More Important Than "Shots on Goal"


Stop me if you've heard this investment strategy before: Invest in biotechs with multiple shots on goal. The bigger the pipeline, the more likely the company will increase in value.

It sounds good in theory. Admittedly I espoused the investment idea five years go in this article, touting the pipelines of Seattle Genetics , Exelixis , and Array BioPharma .

^NBI Chart
^NBI Chart

^NBI data by YCharts.

My thinking over the last half decade has changed. This chart shows why.

Clearly, Seattle Genetics is the winner of the bunch. Its cancer drug Adcetris was approved in 2011. From the chart, it looks like Exelixis and Array have sputtered along, but that's somewhat misleading.

EXEL Market Cap Chart
EXEL Market Cap Chart

EXEL Market Cap data by YCharts.

While long-term investors haven't benefited from owning the companies, they're both worth substantially more than they were five years ago. The higher valuation is just split among more shares because both companies had to sell shares to raise funds to pay for their pipeline development. Five years later, both companies have fewer drugs in their pipeline than they did back then although their lead drugs are clearly worth more.

It takes more than a pipeline
There seems to be two ways to solve the problem Exelixis and Array have demonstrated over the last five years.

You can find biotechs like Seattle Genetics that have a quick shot on goal. When I wrote the article five years ago, Seattle Genetics didn't have any drugs in phase 3 development, but it didn't need to. Adcetris got an accelerated approval based on its phase 2 program.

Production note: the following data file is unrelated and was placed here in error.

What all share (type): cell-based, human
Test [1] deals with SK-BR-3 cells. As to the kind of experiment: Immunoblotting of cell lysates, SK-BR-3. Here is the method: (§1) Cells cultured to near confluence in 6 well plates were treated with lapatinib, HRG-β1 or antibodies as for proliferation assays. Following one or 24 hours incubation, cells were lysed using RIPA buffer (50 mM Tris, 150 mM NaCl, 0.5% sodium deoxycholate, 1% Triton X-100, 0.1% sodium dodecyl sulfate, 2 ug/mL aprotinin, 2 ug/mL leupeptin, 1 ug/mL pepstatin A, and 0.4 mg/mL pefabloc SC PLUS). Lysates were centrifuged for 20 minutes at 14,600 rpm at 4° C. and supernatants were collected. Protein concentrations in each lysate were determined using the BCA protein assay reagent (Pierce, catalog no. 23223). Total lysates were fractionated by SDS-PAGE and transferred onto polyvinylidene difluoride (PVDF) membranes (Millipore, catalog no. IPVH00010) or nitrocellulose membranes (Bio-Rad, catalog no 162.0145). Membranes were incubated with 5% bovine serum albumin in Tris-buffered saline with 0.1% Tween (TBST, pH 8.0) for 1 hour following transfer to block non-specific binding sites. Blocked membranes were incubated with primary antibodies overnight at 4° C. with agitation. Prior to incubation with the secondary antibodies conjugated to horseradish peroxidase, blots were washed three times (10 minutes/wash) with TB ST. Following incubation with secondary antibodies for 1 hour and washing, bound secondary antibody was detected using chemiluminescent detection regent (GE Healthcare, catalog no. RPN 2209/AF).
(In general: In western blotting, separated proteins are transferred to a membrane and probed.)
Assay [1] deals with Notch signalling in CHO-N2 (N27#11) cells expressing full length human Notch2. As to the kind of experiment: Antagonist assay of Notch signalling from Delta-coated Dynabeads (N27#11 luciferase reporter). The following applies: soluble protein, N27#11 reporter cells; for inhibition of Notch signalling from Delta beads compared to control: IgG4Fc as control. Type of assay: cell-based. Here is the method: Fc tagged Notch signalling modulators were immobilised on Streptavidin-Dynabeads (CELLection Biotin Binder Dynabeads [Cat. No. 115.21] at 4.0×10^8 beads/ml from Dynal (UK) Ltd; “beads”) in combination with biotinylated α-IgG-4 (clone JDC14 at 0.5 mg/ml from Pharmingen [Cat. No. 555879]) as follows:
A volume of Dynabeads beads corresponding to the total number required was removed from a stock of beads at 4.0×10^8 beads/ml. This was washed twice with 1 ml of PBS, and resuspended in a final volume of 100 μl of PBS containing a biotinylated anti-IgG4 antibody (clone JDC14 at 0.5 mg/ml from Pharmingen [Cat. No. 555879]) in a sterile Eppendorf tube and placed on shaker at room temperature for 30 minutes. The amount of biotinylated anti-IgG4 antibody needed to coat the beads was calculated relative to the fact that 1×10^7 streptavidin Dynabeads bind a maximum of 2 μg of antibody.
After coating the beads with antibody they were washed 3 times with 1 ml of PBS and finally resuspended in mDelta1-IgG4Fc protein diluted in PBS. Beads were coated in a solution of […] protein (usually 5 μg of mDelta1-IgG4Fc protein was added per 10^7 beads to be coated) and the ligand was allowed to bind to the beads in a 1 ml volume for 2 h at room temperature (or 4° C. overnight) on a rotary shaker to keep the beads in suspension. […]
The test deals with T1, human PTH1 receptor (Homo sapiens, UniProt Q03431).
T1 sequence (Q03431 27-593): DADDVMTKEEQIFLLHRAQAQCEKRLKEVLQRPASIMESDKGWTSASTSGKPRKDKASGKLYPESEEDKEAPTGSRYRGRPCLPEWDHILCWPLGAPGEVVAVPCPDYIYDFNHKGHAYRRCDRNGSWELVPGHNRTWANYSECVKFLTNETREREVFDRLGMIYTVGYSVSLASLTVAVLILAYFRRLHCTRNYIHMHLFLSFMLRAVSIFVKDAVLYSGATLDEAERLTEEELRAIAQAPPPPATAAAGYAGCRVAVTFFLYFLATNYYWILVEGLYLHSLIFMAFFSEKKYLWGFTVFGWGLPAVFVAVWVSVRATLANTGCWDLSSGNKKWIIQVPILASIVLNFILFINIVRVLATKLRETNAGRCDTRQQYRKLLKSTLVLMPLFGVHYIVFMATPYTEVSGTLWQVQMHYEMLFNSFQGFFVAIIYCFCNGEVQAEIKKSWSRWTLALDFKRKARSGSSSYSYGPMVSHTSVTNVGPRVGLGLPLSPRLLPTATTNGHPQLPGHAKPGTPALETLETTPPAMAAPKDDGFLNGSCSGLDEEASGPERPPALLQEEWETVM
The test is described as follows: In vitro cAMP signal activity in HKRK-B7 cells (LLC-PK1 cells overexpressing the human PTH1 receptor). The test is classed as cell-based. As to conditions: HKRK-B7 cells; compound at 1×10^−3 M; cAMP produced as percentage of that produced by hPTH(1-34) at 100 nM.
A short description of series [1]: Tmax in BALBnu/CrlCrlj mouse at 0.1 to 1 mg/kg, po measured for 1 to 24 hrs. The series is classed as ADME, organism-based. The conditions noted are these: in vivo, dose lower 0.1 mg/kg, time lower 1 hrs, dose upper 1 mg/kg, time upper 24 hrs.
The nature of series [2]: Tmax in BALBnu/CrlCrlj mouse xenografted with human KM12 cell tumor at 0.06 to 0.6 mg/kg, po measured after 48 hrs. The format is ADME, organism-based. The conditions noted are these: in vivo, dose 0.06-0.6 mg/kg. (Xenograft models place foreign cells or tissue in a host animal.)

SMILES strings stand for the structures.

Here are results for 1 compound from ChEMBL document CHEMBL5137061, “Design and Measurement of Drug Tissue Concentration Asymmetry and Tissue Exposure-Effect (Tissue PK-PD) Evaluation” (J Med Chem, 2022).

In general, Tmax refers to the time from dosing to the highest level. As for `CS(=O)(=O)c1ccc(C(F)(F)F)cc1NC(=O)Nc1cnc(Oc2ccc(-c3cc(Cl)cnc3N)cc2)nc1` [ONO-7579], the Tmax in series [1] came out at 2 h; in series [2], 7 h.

The other option is to look for companies that might not have to raise that much cash because they have financial support from big pharma. In addition to speed, Seattle Genetics got that, too, from Takeda Phamaceutical, which paid $60 million upfront for the rights to Adcetris outside of the U.S. and Canada and split the development costs with the biotech. The company has also licensed out its technology to multiple companies, bringing in licensing fees and potential milestone payments and royalties.

Things could have gone differently if Exelixis' partner Bristol-Myers Squibb had stuck to their deal instead of handing back rights to Exelixis' lead drug Cometriq. In the long run, the biotech should be better off retaining full rights to the drug, but it has hurt shareholders in the short term.

Two drugmakers with multiple shots on goal supported by big pharma
Isis Pharmaceuticals
has about 20 drugs in clinical development, and many of them are already partnered with other companies. It just signed a fourth deal with Biogen Idec earlier this month to develop more drugs using its antisense technology. The duo hopes to identify two or more drug targets each year.

Regeneron Pharmaceuticals counts 14 drugs in its clinical pipeline, many of which are supported by its partnership with Sanofi. In fact, if you look at the second-quarter expenses, Regeneron spent $187 million on research and development, and Sanofi paid the biotech $85 million during the quarter. Sure, Regeneron is giving up potential upside, but the funding helps the biotech get a lot more done than it could on its own.

Neither company is necessarily cheap right now, but I'm willing to bet the strategy of multiple shots on goal plus big pharma support beats biotechs that decide to go it alone.

We'll see in five years.

More biotechs with big pharma support
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The article More Important Than "Shots on Goal" originally appeared on

Fool contributor Brian Orelli has no position in any stocks mentioned. The Motley Fool recommends Exelixis and Seattle Genetics. The Motley Fool owns shares of Exelixis. Try any of our Foolish newsletter services free for 30 days. We Fools may not all hold the same opinions, but we all believe that considering a diverse range of insights makes us better investors. The Motley Fool has a disclosure policy.

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Originally published